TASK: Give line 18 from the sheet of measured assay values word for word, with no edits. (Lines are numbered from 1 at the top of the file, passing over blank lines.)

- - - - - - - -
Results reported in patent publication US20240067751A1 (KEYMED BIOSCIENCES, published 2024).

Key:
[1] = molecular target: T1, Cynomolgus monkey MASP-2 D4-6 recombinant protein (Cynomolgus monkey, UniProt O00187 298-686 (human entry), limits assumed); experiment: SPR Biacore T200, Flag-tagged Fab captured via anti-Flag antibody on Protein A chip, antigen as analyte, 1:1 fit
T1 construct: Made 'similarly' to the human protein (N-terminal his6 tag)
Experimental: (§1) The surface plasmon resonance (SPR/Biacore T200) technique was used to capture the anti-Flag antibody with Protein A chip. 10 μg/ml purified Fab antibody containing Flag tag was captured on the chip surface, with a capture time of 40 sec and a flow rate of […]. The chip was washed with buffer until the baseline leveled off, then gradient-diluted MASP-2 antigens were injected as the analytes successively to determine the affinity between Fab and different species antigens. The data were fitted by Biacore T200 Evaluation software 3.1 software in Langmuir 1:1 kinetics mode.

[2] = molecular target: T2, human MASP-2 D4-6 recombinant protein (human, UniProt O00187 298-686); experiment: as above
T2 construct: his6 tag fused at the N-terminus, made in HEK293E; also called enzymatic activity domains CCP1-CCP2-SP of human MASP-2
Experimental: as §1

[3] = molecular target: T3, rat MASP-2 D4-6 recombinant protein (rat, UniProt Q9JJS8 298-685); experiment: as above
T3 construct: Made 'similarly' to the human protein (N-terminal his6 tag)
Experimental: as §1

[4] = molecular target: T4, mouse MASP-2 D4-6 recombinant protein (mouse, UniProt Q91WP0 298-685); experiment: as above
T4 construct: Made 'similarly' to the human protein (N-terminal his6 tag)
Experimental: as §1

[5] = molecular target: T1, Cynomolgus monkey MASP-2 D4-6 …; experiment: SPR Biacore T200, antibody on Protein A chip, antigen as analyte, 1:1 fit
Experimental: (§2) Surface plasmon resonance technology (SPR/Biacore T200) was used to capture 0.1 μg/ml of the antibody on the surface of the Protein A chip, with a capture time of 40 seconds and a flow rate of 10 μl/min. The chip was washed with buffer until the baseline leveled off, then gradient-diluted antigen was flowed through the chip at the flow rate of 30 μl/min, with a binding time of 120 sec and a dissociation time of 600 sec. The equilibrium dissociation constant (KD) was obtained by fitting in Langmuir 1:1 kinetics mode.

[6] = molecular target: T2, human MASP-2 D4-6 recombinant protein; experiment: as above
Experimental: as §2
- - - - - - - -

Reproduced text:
Experimental: as §2